Area A. Remains of a water-channel inspection and cleaning compartment (L19; Figs. 2, 3) were unearthed 0.5 m below the surface. It was built of three U-shaped walls (W15–W17; width 0.6 m, preserved height 1.5 m) constructed of basalt ashlars and treated on the inside with gray hydraulic plaster. The compartment was constructed right to the west of a travertine outcrop. A channel (L24; width 0.7 m; Fig. 4) built of dressed basalt stones along a general east–west axis was exposed beneath the compartment; it was founded on travertine bedrock and was covered with large basalt slabs (L23; 0.35 × 0.35 × 0.95 m).
Gray–brown soil was exposed while excavating the upper part of the compartment (L14). The soil contained fragments of pottery vessels, including two jars dating to the Intermediate Bronze Age (Fig. 5:1, 2) and three jars from the Early Islamic period (Fig. 5:3–5), as well as an Umayyad fals (697–750 CE; IAA 143560). Fragments of a roof tile (Fig. 5:6), a fragment of a basalt bowl (Fig. 5:7) and a stone weight (Fig. 5:8) were recovered from gray–brown soil (L19) that had accumulated at the bottom of the compartment. It is impossible to date its construction of the compartment; however, the artifacts discovered inside it suggest that it was used until the Early Islamic period.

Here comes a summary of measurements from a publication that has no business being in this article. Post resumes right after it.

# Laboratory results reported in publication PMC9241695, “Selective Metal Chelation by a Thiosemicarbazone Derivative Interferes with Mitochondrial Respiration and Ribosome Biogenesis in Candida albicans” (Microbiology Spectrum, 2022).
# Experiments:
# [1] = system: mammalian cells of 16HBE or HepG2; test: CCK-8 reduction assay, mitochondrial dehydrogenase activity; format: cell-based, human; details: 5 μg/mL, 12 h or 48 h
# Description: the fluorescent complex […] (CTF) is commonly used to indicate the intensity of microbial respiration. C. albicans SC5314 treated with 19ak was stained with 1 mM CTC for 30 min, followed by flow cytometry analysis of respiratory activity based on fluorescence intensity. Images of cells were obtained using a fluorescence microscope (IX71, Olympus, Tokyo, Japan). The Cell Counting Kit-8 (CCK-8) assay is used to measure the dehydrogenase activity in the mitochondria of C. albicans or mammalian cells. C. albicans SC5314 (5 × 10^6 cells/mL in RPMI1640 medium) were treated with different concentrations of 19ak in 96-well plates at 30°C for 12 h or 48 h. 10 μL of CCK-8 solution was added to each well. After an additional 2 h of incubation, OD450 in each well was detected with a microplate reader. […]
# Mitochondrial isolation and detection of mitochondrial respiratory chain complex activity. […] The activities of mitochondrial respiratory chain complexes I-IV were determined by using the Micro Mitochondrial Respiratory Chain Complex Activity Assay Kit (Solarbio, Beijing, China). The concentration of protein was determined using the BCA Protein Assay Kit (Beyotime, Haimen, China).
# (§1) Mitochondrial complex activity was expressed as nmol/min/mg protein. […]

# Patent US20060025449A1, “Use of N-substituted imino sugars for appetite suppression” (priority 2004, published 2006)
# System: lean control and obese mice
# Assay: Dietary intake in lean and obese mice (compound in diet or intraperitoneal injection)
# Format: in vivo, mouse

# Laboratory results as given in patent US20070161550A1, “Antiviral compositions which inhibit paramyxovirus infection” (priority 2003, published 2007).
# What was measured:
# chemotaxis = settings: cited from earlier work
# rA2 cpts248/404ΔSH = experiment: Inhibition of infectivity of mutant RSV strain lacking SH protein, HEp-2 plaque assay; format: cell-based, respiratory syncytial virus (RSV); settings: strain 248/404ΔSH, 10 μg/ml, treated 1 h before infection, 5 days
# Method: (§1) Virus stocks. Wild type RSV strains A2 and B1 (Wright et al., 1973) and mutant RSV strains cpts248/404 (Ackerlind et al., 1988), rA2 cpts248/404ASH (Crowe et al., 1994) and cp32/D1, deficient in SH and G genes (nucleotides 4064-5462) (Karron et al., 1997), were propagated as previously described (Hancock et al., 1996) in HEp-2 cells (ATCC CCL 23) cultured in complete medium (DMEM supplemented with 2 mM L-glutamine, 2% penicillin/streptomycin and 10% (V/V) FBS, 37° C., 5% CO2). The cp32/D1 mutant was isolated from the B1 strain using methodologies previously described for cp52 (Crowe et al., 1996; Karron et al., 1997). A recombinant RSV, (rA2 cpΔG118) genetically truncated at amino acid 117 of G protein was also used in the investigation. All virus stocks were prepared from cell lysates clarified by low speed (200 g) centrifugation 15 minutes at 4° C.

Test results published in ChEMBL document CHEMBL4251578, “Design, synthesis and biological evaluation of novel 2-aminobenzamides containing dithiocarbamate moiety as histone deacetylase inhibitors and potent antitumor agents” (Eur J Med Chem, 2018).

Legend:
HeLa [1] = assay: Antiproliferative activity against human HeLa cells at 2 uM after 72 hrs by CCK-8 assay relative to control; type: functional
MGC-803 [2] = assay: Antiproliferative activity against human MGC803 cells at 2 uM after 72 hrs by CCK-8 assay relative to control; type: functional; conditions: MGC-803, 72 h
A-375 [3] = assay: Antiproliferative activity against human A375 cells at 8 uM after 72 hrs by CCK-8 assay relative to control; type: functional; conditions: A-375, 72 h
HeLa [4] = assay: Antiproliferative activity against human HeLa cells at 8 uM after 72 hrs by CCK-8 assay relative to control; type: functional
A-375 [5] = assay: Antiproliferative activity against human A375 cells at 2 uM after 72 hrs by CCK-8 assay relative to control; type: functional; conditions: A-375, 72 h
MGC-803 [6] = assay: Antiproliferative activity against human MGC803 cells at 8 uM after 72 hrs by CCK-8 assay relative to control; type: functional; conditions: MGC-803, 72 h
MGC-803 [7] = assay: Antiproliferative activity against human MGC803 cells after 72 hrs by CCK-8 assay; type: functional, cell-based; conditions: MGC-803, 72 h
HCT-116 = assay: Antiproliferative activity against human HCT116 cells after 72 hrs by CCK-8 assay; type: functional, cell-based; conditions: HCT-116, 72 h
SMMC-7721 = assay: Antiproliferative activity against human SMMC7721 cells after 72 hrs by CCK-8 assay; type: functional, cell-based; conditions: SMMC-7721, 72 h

Area B. Remains of a pipe (L12; length 5.1 m, diam. 0.23 m; Figs. 6, 7) built on travertine bedrock along a northeast–southwest axis were exposed below a light brown layer of alluvium (thickness 0.5 m). The pipe was composed of terra-cotta sections set on a foundation of fired bricks and pinkish–orange hydraulic plaster. It was lined on all sides by bricks and was reinforced with hydraulic plaster. The terra-cotta pipe sections (length 0.28 m; Fig. 8) were connected to each other and sealed with hydraulic plaster (Fig. 9). The pipe sloped gently toward the northeast.
The excavation area was located within the agricultural hinterland of the city of Nysa-Scythopolis, dating to the Roman and Byzantine periods. The remains of a sophisticated system that supplied water to the region north and northeast of the city reflects the importance of the place and the existence of agricultural settlements in the region. The water conveyed in the system was probably supplied from a nearby spring or from one of the city’s aqueducts.